In a speech in Baghdad on September 3, Iraqi Prime Minister Haider al-Abadi promised that his troops would “fully retake” Mosul, seat of power of the Islamic State (IS) in the country. A few weeks later, in line with the Prime Minister’s plans, a special forces unit of the Iraqi army, aided by the American air force, formally launched the battle for Mosul. But six weeks into the operation, Iraqi troops are still in the outlying districts of Mosul, making very slow advances in the battleground. They made some quick gains in the first two weeks of the operation which then slowed down in the wake of strong IS counter-attacks, indicating that a long battle is ahead.
Even before the operation began, it was certain that Mosul would be a tough battle. Iraqi troops, who abandoned positions and fled in June 2014 when a few hundred IS fighters entered Mosul and surrounding regions, had neither the battleground strength nor the morale to launch a major operation against the ideologically charged, ready-to-die militants of Abu Bakr Al-Baghdadi. The Iraqi government, with support from the Americans and the Iranians, had to literally rebuild a fighting force before going to war. The strategy was to go for small cities first. The Iran-trained Shia militants, Al-Hashd al-Sha’abi (Popular Mobilisation Forces, or PMFs), also joined the Iraqi army. This strategy was effective in freeing cities like Ramadi and Fallujah. But the delay in the operation for Mosul gave the IS enough time to build strong defences in the city.
The Iraqi army is still not a formidable force. But it has the support of the American air force and intelligence, Kurdish Peshmerga and the Shia militia groups, which, put together, is a superior conventional force to the IS. But this coalition has some inherent weaknesses too. Primarily, Mosul is not Ramadi or Fallujah. It’s the second largest city of Iraq with about a million people, predominantly Sunnis. If Iraqi troops use heavy weapons or if U.S. bombers follow Russia’s ‘scorched earth’ Aleppo model in Mosul, civilian casualties will be very high. The consequences would be lasting given the particularly fraught sectarian equations between Sunnis and Shias. In the earlier anti-IS battles, Iraqi troops and Shia militias were accused of widespread crimes against Sunnis. If Iraqi troops commit the same mistake in Mosul, that would be tantamount to playing the battle to the hands of the IS, which thrives on sectarian rivalry. In today’s Iraq, the IS is the only major Sunni militia/jihadist group and it would portray the attack on Mosul as a Shia onslaught on a Sunni town.To avoid such mayhem, the Iraqi government has kept the Shia PMFs away from the task force that’s advancing into Mosul. The task force, comprising Iraqi special forces and the Kurdish Peshmerga, is fighting from the eastern flanks of the city, while Shia militias are deployed on the western borders to cut supplies to the IS from Syria. One has to wait and see how this strategy will influence the battle. But the initial weeks suggest that without Shia militia groups in the frontlines, the Iraqi offensive looks weaker. This is the biggest dilemma Baghdad faces in the battle. If it involves Shia militias, sectarian tensions may flare up, and if it doesn’t, the military mission may weaken.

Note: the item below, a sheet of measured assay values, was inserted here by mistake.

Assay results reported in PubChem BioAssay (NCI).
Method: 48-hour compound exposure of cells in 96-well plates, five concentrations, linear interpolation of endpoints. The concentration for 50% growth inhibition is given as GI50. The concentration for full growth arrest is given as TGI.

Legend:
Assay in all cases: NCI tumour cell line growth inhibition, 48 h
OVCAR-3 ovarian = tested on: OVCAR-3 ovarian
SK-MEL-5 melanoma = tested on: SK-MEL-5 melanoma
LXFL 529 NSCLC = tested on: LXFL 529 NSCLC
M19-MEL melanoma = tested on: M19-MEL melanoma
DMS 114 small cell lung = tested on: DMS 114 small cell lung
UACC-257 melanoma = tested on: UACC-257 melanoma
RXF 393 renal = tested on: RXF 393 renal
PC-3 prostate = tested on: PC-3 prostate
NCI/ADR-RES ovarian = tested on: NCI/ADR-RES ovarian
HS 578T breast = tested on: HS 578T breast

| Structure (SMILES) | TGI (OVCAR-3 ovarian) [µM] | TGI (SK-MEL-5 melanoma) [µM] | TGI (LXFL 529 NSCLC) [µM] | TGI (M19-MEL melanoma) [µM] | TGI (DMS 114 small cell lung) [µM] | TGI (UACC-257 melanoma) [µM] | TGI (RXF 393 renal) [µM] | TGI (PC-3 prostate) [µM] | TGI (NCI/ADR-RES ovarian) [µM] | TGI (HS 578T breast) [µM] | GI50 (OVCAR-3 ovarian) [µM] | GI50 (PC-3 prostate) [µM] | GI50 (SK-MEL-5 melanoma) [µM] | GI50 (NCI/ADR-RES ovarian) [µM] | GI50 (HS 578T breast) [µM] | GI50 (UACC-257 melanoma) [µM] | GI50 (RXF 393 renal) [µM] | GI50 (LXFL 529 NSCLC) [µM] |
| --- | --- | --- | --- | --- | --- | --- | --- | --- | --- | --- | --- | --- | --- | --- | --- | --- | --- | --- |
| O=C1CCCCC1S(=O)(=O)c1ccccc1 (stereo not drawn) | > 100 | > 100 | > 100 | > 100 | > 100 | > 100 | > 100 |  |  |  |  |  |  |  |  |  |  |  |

Differences among the forces
Besides, the only factor that ties together the actors in the anti-IS coalition is their common goal to see the terrorist group defeated. There are serious differences among the forces. For example, though the Peshmerga is part of the task force, Baghdad is suspicious of the real goal of the Kurdish regional government in Erbil. After the civil war broke, Erbil has already amassed territories that were historically not part of Kurdistan. The Iraqi army wants the Peshmerga withdrawn from Mosul as soon as the battle is over. Nechirvan Barzani, the Kurdistan Regional Prime Minister, had said earlier this year that the Peshmerga would play the central role in liberating Mosul. It’s not clear what the Peshmerga plan is, given that the city has a minuscule Kurdish population. Also, if Iraqi troops do not make real progress on the ground in coming weeks, Baghdad would come under pressure, mostly from Iran, to let armed Shia militants join the operation. That would not only raise the prospects of sectarian conflict, but also regional tensions. Turkey, which has battle-ready troops in Iraq, has warned of a full-blown intervention against any efforts to expand Shia control over Mosul, which has a sizeable group of ethnic Turkomans as well, largely Sunnis. Given these complexities of Mosul, Iraq might prefer to go slow and have full control over the operation. It will have to clear the city building by building and manage the areas it liberates by offering protection and basic services to the people living there. This means, Prime Minister Abadi’s goal of seizing the entire city by year-end may not be met. If the Iraqi troops haven’t even got close to the eastern banks of the Tigris, which divides Mosul nearly in half, after six weeks of the battle, recapturing the whole city could take months. To be sure, if Mosul is seized, that would be the greatest setback to the IS since the so-called caliphate was announced. If Raqqa, the eastern Syrian city, is the de facto capital of the ‘Caliphate’, Mosul is its jewel. But even the loss of Mosul doesn’t necessarily mean that the IS would be defeated easily. As the recent blast in Hilla, near Karbala, that killed over 100 people demonstrates, the IS’s capacity to hit civilian centres, even when its bases are under attack, remains potent. Also, its predecessor, al-Qaeda in Iraq, had retreated from fighting when it came under severe attack by Sunni tribal militias and U.S. forces in 2006-08, only to regroup when it found an opportunity in Syria. The IS could do the same, but only after making Iraqi troops pay a heavy price for Mosul.